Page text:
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What is a one-liner code for setting a string in python to the string, 0 if the string is empty?

# line_parts[0] can be empty
# if so, set a to the string, 0
# one-liner solution should be part of the following line of code if possible
a = line_parts[0] ...
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@biznez Don't forget you can accept an answer. –  Andrew Keeton Aug 27 '09 at 2:24
    
I'd say: should accept an answer. It's only polite, after people have put effort in on your behalf. –  chrispy Aug 27 '09 at 8:08
    
Do you mean string is empty(means string of length zero) or None ? –  Manish Sinha Aug 31 '09 at 11:09

2 Answers 2

up vote 31 down vote accepted
a = line_parts[0] or "0"

This is one of the nicest Python idioms, making it easy to provide default values. It's often used like this for default values of functions:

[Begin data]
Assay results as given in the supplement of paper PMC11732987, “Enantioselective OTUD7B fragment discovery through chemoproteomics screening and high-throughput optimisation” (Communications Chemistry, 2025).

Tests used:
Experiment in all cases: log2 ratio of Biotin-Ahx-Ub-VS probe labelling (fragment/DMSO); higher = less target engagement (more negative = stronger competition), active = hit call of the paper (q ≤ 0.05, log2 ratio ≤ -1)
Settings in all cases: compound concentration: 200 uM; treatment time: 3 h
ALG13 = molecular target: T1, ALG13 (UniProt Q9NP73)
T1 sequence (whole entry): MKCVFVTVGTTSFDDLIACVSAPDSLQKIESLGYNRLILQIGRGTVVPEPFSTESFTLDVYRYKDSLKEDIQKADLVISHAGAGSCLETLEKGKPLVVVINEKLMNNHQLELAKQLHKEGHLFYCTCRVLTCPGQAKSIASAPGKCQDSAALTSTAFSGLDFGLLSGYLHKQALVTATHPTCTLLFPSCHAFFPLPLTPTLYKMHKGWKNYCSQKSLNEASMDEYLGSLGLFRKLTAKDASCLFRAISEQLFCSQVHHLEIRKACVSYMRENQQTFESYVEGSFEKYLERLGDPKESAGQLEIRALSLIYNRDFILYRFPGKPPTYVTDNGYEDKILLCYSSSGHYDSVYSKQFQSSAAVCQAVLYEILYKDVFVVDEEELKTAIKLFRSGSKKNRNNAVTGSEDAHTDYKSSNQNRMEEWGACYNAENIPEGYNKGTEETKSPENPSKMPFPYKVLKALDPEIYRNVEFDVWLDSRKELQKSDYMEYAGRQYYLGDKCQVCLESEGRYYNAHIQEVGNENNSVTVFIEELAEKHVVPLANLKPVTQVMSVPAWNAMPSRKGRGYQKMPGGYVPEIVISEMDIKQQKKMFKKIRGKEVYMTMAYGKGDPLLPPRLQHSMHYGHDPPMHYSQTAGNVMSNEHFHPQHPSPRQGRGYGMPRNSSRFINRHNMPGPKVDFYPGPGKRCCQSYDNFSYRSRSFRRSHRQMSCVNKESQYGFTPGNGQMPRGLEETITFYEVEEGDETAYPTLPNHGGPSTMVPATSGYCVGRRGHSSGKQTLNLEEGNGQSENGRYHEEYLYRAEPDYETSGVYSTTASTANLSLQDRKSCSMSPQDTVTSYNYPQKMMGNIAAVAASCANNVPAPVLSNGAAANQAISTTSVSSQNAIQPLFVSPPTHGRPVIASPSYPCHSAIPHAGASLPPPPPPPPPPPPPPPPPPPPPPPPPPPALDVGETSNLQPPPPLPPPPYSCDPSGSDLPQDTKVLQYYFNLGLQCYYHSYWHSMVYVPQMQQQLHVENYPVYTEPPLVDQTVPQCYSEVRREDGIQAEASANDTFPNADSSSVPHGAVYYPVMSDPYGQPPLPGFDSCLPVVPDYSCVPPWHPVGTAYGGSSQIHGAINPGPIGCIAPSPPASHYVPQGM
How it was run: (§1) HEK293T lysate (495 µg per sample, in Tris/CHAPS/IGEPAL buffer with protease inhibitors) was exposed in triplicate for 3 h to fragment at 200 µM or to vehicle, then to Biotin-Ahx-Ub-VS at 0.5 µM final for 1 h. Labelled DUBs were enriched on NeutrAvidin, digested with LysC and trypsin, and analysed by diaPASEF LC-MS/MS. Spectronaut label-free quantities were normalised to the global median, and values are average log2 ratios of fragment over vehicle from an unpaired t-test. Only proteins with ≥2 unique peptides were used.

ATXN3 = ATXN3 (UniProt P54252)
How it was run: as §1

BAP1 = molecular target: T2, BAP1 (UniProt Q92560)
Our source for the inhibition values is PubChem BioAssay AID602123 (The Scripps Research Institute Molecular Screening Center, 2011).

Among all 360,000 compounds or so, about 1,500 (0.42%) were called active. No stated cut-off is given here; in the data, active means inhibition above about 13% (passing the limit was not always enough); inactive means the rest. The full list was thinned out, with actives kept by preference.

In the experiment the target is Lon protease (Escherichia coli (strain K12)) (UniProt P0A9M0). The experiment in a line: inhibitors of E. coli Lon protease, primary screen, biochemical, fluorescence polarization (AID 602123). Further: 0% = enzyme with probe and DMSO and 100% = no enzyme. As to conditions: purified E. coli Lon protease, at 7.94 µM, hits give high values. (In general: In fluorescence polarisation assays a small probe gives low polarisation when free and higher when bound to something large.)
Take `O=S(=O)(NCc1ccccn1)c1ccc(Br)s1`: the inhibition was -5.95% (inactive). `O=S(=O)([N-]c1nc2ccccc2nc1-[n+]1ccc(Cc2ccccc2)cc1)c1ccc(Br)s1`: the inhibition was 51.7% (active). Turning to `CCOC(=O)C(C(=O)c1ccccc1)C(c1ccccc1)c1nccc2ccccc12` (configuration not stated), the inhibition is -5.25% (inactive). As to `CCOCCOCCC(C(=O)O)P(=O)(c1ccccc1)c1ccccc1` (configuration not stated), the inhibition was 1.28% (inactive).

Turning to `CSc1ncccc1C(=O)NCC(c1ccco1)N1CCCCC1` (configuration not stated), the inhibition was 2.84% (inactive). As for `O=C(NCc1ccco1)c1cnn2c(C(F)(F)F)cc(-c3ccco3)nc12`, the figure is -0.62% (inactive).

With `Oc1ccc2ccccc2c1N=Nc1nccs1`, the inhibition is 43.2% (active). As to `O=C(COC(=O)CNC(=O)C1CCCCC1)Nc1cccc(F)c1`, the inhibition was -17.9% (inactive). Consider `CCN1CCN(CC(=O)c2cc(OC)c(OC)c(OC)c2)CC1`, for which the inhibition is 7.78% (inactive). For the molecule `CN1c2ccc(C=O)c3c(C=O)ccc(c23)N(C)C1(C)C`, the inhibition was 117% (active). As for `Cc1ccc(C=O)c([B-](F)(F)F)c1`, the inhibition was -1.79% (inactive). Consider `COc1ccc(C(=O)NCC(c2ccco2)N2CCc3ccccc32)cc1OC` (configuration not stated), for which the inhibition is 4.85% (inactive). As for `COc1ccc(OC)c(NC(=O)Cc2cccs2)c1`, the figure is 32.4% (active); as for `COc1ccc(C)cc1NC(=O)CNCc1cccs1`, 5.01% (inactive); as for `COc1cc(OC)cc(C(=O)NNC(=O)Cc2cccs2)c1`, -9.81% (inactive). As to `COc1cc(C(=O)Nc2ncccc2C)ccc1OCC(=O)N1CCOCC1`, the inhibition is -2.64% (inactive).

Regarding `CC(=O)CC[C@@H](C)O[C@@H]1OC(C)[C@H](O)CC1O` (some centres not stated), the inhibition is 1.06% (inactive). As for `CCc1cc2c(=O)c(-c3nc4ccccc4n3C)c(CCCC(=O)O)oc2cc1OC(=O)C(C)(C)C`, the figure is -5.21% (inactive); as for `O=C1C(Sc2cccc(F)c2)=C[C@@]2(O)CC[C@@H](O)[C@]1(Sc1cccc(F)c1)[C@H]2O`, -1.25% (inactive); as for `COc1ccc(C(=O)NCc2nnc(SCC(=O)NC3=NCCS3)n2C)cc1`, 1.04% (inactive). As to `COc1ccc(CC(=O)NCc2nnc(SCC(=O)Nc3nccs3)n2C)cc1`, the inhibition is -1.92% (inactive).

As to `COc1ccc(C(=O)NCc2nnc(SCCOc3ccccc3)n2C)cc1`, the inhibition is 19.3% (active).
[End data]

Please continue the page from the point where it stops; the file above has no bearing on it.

def fn(arg1, arg2=None):
    arg2 = arg2 or ["weird default value"]
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1  
+1 I learned something new. –  Andrew Keeton Aug 27 '09 at 2:20
4  
To clarify, if it wasn't clear from Ned's answer: when it comes to strings, an empty string always evaluates to False, and a non-empty string always evaluates to True -- that's why or works perfectly in this situation. –  Mark Rushakoff Aug 27 '09 at 2:22
4  
When using this, make sure that you never expect arg2 to be 0 or ''.. –  John Fouhy Aug 27 '09 at 2:47
2  
I don't understand - what the difference then to give a default value in a definition of a function: def fn(arg1, arg2="weird default value"): ? –  legesh Sep 24 '09 at 12:13
    
You can do that, but have to be careful with mutable defaults, or defaults based on changing data that may not be available at definition time. –  Ned Batchelder Sep 24 '09 at 15:33
a = '0' if not line_parts[0] else line_parts[0]
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5  
Would be more clear as: a = line_parts[0] if line_parts[0] else '0' –  recursive Aug 27 '09 at 5:17

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